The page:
This is the third book I’ve read by Donna Tartt. Compared to The Goldfinch and The Secret History, it fell a bit short. While I wasn’t nearly as captivated by the characters or setting or plot, Tartt is still a masterful storyteller. She has a unique way of placing readers inside the scene instead of keeping them on the periphery. She knows how to show instead of tell.
The Little Friend begins with the jarring knowledge that nine-year-old Robin was found hung from a tupelo tree in a small, fictional town in 1960s Mississippi. Autopsy reveals that he was strangled first, then hung, a curious tragedy that never got solved. The story picks up a decade later with a family that never recovered.
Our main character is 12-year-old Harriet (think Harriet the Spy), who was only a baby when her older brother died. Her sister, Allison, was barely four, but the remnant of her brother’s brutal death left her lifeless and emotionally stunted. The same goes for their mother. (Their father ran off to Nashville for a new life but does well to send money home.)
There is also the grandmother and her three sisters, a quad of old spinster women who busy themselves with the keeping of tradition.
Harriet is presented as the most mature person of the bunch, save their maid, Ida Rhew, who seems to know and see all. But as Harriet sets off to find and punish the person who murdered her brother, she creates a storm of trouble for herself, her family, and the Ratliffs, the family whom she suspects is behind the crime.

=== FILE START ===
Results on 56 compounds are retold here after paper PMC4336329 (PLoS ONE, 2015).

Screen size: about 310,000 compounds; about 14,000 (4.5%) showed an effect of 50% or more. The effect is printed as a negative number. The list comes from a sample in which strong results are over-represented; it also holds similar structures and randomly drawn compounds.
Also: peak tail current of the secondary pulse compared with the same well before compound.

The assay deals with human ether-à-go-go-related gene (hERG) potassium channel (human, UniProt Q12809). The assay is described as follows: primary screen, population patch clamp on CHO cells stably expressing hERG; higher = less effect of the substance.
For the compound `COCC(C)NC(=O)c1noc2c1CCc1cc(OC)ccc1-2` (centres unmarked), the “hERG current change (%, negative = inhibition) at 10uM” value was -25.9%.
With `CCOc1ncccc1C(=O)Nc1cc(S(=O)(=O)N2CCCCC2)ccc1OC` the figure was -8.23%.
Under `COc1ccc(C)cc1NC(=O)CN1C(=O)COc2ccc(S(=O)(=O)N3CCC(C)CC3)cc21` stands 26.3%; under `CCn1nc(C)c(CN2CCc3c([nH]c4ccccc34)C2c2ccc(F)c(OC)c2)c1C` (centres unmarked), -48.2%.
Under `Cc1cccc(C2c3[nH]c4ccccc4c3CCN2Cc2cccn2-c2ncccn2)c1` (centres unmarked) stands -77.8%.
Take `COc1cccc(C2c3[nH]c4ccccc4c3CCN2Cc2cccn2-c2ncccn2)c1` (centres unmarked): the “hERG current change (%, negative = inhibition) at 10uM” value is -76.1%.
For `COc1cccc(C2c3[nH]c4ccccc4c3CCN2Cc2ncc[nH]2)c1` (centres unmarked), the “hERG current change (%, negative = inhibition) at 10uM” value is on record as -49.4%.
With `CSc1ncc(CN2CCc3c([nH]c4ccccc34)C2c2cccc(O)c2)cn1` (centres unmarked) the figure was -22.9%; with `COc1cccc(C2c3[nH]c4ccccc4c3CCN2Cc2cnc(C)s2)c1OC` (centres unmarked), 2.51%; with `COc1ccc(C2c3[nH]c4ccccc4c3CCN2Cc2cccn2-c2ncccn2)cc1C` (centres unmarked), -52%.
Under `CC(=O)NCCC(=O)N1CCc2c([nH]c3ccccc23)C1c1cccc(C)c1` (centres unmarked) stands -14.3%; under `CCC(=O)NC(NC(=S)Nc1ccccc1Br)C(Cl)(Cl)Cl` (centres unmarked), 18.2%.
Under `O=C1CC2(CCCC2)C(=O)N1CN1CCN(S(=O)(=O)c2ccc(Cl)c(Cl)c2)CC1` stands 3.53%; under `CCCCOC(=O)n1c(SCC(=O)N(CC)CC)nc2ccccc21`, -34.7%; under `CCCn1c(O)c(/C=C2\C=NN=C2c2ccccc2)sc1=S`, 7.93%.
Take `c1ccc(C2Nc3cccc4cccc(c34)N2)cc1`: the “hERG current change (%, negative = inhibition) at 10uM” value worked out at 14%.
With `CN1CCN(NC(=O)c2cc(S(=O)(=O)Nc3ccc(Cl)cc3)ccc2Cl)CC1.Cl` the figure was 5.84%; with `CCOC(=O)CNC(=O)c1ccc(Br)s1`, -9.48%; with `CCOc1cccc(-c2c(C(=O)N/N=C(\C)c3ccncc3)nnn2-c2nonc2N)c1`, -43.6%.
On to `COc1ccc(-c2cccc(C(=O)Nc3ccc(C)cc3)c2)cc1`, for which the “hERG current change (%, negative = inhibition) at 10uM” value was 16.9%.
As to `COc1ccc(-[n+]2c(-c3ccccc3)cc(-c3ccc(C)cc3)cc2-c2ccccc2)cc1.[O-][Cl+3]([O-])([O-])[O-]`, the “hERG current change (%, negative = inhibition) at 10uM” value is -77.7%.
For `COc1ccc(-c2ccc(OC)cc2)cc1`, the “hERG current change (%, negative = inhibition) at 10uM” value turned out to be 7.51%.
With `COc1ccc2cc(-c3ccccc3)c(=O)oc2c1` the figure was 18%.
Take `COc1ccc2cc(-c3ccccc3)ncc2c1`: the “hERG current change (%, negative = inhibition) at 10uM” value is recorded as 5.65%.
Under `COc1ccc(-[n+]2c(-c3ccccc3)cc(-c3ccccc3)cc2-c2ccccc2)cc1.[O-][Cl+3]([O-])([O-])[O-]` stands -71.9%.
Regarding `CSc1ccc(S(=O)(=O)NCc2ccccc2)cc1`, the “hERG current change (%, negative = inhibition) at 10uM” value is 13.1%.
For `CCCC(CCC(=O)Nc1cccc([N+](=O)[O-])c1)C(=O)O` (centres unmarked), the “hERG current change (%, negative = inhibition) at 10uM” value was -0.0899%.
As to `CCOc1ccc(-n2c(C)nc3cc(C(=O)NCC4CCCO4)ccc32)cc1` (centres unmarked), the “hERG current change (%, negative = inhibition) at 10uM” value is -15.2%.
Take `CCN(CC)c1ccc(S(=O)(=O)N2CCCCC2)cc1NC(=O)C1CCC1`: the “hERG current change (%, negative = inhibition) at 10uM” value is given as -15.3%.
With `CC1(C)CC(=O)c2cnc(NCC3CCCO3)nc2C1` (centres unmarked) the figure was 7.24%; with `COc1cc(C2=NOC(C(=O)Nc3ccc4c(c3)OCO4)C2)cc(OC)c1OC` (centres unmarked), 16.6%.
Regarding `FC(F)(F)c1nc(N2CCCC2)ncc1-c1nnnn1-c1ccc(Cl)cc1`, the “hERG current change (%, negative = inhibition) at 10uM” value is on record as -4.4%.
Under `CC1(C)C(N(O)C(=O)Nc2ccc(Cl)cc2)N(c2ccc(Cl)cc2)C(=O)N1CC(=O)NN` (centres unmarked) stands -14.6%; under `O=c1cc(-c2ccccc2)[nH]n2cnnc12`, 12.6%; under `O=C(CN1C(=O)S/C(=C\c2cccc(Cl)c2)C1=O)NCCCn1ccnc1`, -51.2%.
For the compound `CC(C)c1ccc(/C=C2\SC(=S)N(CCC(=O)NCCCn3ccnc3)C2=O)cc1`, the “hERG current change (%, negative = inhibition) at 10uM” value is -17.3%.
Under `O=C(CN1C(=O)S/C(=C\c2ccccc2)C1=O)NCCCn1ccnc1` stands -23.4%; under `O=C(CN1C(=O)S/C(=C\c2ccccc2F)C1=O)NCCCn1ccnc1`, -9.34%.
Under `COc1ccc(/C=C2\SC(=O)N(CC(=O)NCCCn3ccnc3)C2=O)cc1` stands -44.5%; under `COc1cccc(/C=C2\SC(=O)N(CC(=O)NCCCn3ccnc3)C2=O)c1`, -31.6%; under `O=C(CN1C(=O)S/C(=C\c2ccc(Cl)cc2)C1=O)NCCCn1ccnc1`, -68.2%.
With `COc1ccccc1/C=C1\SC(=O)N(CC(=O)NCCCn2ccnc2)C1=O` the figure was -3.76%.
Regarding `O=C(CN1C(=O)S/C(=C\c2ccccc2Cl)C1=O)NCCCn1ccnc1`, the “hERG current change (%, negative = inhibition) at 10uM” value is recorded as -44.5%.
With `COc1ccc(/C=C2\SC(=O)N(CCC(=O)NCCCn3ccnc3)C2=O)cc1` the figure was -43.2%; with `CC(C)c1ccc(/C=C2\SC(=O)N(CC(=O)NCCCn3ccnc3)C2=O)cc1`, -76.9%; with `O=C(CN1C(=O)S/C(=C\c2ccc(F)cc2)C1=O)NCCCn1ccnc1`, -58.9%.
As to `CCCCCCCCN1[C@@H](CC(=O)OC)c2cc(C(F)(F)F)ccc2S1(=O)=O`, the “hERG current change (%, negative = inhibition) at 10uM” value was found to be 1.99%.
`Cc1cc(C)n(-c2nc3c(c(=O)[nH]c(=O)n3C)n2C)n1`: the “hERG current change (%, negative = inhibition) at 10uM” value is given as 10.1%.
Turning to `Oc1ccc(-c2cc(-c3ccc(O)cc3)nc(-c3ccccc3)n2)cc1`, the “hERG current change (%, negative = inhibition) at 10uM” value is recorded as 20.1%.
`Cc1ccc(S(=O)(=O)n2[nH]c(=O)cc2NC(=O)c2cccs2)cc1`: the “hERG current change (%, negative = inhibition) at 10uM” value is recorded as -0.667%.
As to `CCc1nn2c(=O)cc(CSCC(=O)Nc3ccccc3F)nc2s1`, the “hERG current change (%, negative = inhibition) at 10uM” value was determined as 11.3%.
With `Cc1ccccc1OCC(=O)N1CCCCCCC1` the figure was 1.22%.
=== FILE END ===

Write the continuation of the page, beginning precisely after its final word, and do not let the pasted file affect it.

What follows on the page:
The book is 555 pages and heavy on character development. (The most exciting parts of the book occur in the last 50.) It’s a Southern Gothic novel fraught with racial inequalities, white trash families, and the very worst of a heritage we wish never existed. It moves slowly in the way that’s irritating, even when the sentences are beautifully written. Yes, it’s my least favorite of the three (plot-wise and otherwise), but I still love how Tartt weaves a narrative. I’d pass on The Little Friend and forever encourage you to read The Secret History. It’s outstanding.